US-based Rwandan artiste Scooper Knight, who arrived in the country a few weeks ago, is shooting two videos “Lady”, the cover of his latest album and “I feel for you”, a song dedicated to homeless children.
Speaking to The New Times, the star said that his songs are based on the circumstances he experienced and what people go through. The songs deliver a positive message of hope to the hopeless.
Scooper encouraged parents and guardians to provide education to their children and participate in the fight against poverty in the country.
“Education is a key to success and parents have the responsibility to educate their children for a better future,” he said.
The four songs on the EP feature on Scooper's latest album dubbed “Lady” already available as downloads.
Scooper’s music is unique, inspirational, compelling, soothe and full of life. And the combination of his British and American accent gives listeners his life’s traits.
His album will also encompass two of his Kinyarwanda hits; the remix of “Muteteri”, the song that introduced him to fame and “Oya ntumbeshye” – Don't lie to me, which refutes negative comments people spread overseas about Rwanda.
“As an artiste and someone who loves my country, I have to use my talent to disprove the negative claims people spread overseas. I want the world to know that Rwanda is now a safe, beautiful, and orderly country,” Scooper stated.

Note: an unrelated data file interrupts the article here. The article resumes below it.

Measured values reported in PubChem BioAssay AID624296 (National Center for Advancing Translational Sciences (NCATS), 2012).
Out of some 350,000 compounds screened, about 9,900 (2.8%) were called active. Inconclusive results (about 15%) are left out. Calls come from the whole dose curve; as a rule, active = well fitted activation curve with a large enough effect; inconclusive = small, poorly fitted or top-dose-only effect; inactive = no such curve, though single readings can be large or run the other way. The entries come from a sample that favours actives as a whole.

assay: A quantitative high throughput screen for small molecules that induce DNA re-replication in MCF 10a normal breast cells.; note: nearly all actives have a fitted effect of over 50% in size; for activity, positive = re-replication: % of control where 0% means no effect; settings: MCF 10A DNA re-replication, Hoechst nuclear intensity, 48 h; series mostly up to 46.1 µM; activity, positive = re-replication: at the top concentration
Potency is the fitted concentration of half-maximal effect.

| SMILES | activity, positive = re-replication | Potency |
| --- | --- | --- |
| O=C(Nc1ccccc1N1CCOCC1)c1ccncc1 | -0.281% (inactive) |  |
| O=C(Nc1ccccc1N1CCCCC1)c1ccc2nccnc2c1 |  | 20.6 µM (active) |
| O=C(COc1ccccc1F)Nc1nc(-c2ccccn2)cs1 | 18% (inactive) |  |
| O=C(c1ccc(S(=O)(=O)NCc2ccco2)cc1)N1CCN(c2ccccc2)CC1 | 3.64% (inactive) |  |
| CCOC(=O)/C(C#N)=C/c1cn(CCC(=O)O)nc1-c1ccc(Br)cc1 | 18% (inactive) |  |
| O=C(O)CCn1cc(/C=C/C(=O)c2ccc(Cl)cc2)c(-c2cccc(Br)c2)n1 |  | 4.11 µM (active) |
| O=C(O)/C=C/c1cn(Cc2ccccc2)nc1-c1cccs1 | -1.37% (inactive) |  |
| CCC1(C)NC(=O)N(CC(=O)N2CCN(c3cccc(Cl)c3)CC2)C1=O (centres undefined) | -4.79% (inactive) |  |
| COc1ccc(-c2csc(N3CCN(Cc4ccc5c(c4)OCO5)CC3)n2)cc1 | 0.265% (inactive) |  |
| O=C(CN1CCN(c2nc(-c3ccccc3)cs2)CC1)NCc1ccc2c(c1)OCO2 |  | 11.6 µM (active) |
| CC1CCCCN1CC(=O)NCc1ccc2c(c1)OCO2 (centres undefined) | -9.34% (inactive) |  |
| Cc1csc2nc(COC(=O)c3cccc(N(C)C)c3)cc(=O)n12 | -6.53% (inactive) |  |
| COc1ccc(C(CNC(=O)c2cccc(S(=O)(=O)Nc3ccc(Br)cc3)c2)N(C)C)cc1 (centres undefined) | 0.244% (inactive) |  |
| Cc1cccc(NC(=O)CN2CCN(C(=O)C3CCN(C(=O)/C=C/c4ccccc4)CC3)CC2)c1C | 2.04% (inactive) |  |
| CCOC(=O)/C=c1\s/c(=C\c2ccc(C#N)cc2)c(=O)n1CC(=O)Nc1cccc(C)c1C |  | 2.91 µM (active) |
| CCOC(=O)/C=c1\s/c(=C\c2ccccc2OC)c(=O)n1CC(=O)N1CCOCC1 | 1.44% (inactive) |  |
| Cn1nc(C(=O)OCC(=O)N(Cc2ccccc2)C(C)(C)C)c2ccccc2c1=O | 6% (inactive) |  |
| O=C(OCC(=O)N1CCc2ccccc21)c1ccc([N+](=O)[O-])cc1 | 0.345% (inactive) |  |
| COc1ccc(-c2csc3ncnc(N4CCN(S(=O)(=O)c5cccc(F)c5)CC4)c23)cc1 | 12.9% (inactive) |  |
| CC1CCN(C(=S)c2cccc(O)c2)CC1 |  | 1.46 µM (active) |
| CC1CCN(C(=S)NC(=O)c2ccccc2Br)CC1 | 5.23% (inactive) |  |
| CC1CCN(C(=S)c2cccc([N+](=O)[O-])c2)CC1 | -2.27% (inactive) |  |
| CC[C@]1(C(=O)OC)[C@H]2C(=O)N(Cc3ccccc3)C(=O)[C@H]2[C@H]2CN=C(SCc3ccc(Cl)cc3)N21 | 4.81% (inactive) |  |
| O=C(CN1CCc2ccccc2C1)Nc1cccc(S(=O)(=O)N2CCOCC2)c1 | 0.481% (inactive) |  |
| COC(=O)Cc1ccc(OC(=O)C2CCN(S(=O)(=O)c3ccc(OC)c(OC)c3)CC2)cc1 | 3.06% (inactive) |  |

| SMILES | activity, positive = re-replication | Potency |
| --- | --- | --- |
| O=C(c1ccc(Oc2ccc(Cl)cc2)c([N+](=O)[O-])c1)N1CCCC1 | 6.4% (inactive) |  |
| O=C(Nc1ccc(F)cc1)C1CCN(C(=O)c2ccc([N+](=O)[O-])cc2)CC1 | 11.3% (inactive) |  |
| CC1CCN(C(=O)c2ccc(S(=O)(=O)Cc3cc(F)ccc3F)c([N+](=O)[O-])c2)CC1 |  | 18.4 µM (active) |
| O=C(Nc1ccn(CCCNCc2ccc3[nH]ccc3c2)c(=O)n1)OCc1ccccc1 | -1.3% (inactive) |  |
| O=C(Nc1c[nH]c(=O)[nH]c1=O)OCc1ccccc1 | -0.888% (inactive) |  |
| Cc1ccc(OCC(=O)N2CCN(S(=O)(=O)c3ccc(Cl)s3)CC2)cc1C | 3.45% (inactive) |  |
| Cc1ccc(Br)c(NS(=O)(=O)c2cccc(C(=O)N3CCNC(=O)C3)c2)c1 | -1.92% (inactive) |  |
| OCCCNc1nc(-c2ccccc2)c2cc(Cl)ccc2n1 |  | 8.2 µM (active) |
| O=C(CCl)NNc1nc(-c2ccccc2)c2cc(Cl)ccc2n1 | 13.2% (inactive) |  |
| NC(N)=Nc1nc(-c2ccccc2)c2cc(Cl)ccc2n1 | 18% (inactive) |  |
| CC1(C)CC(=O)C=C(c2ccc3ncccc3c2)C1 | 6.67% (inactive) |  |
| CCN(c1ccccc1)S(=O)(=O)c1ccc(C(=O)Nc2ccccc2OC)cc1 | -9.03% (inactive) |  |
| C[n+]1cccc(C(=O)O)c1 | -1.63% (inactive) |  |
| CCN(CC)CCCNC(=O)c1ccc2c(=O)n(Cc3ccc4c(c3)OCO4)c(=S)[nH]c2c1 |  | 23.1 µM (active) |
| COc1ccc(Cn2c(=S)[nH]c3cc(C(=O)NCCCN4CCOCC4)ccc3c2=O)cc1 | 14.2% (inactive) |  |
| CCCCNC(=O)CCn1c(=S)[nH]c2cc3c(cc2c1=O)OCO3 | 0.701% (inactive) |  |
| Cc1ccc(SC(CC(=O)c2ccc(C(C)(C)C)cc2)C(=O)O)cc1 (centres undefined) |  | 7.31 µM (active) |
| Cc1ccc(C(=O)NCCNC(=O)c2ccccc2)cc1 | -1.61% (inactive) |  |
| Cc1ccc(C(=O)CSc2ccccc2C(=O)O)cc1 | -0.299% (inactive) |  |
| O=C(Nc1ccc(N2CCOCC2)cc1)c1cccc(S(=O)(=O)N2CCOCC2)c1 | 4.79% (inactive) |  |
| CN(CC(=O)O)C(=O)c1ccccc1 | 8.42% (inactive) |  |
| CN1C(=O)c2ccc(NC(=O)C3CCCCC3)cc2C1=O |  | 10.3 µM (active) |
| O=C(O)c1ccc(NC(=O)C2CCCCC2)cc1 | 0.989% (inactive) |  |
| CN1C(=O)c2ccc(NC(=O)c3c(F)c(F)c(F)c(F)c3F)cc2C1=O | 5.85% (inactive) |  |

“The Rwandan government has really done a tremendous job in terms of rebuilding country after the 1994 genocide against the Tutsi. So, if I went back to the U.S and kept quiet, I would be a hypocrite,” he added.
Apart from promoting his music in the country, Scooper said that he would support orphans and establish business activities in the country.
“I want to contribute to the development of my country – Rwanda,” Scooper concluded.
After proving to be the youngest talented artiste in Rwanda in the 1990s, with the most requested song “Muteteri” on the radios, and after sharing the music stage with artistes, such as Chaka Chaka, who felt like Scooper's musical talent was too big for the national level. She then invited him to South Africa.
At 17, Scooper left Rwanda for South Africa to pursue his music career at the international level. And in 2001, he went to the U.S, where he continued his career and studies. Scooper is now an American citizen.